Georgia congressman John Lewis thinks we need to give more credit to the women of the civil rights movement.
BuzzFeed reported that during an event in Washington Wednesday night, Lewis was asked if the current Black Lives Matter movement needs central leadership. Lewis, a 14-term congressman and civil rights leader himself, said the civil rights movement of the ‘60s was “dominated” by men, most of whom were ministers.
There were some women like Ella Baker, Diane Nash, a student in Nashville, one of leaders, the leader of the Little Rock Nine effort ― and others, you had Gloria Richardson. But I truly think and believe women were discriminated against. They did all of the work, they did the heavy lifting. They were kept back.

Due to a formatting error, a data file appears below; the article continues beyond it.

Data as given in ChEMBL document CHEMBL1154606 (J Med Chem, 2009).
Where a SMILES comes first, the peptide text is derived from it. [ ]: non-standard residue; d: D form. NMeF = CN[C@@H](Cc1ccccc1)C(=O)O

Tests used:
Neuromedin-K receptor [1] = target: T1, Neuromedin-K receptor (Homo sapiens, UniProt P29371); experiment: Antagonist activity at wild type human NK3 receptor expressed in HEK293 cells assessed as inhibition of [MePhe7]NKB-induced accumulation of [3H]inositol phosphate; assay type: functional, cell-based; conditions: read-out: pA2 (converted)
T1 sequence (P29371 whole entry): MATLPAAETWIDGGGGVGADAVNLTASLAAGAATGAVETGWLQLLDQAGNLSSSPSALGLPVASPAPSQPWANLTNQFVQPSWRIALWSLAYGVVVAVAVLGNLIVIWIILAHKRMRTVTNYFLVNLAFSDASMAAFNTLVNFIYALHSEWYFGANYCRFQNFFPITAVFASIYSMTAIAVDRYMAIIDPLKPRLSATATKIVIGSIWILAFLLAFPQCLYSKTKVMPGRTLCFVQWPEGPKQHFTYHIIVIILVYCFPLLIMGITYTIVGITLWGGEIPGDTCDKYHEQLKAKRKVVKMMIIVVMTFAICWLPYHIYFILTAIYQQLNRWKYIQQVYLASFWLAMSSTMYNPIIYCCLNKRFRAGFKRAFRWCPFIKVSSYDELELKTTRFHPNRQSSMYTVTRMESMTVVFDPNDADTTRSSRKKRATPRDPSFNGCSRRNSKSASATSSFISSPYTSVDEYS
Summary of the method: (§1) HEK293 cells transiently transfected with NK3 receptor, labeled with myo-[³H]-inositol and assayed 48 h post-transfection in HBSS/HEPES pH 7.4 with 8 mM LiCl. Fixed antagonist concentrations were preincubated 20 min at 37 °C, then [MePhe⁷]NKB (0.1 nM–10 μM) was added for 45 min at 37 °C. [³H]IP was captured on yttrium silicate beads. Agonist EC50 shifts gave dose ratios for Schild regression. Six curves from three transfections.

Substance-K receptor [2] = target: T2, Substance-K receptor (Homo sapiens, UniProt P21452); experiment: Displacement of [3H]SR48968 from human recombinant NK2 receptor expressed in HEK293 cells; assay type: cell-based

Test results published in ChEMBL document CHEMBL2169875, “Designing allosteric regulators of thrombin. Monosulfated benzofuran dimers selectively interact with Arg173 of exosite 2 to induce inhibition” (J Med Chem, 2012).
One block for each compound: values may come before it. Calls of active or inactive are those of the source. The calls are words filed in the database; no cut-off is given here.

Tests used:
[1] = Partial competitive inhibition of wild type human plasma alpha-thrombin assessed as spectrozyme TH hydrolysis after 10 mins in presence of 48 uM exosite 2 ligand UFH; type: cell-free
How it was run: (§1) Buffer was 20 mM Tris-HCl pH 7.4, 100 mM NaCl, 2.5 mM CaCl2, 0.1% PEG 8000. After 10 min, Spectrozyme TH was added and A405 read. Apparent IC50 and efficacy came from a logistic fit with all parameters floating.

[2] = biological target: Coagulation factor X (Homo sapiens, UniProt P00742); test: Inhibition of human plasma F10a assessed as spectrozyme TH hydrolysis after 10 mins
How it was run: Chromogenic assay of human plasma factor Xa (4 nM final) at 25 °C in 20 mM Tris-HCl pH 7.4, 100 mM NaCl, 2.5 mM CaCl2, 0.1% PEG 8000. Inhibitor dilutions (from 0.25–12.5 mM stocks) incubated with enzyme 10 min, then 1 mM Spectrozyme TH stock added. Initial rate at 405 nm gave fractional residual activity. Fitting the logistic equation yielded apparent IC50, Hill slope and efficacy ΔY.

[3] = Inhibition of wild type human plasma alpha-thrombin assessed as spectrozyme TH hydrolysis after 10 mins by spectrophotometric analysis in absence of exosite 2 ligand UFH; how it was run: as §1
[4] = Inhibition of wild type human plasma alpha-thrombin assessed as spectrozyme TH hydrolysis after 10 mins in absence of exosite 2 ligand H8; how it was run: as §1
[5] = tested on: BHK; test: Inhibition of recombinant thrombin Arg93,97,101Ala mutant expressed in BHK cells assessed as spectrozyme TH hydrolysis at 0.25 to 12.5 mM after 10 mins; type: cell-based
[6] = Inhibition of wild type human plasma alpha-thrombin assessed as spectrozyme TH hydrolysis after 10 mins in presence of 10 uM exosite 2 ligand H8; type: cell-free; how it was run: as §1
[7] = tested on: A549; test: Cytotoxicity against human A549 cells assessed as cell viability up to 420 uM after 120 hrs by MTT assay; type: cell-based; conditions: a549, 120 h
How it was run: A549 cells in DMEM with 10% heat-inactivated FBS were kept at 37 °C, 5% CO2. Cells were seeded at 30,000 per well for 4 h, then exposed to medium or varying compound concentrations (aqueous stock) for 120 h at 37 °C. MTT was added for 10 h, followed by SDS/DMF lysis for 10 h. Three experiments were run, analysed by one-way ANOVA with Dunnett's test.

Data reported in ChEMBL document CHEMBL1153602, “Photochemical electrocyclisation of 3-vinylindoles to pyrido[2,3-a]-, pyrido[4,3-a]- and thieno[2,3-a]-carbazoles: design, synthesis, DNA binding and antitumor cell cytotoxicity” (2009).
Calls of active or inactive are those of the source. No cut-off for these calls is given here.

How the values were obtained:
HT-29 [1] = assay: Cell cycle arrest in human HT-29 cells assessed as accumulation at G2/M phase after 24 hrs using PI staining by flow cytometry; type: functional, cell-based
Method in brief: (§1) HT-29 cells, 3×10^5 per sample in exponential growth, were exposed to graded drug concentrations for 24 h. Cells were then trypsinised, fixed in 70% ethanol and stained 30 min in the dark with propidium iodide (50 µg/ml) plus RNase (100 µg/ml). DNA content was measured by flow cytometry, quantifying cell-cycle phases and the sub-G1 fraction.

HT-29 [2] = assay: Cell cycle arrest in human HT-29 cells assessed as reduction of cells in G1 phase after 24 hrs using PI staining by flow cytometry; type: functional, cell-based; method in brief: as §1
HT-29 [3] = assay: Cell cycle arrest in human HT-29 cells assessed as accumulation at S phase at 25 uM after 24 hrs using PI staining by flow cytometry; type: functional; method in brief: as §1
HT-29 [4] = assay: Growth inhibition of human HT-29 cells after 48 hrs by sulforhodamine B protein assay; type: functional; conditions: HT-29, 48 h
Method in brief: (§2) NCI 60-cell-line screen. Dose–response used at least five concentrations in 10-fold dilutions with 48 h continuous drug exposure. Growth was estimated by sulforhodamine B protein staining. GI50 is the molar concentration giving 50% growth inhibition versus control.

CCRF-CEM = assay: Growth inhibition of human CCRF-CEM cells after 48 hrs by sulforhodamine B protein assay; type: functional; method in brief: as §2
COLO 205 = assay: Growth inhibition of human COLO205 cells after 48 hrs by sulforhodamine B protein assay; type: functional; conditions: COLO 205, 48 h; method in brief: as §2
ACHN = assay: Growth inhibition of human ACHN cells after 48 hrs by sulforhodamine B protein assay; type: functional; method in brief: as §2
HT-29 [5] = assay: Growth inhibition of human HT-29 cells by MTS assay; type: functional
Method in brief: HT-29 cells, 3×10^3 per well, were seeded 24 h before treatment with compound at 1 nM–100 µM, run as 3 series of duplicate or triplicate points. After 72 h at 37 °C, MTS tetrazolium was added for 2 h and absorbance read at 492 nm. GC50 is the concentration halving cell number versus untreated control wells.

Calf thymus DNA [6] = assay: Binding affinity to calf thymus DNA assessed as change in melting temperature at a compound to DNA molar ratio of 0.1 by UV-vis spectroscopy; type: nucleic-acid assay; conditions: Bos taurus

“It was a woman, a teacher at Alabama State College, Jo Ann Robinson that said we should boycott the buses,” Lewis said. “[She said] you should organize your students. So we made leaflets and people spread them all over the city of Montgomery. Then people started staying off the buses.”
Women are consistently erased from history books ― and progressive spaces are unfortunately no exception. The question of if the BLM movement needs more “central leadership” is especially interesting considering that the movement was founded by three women of color: Alicia Garza, Patrisse Cullors and Opal Tometi. (Read more about them here.)
Lewis’ words are an important reminder that women ― especially black women ― have always played a central an integral role in the fight for equal rights.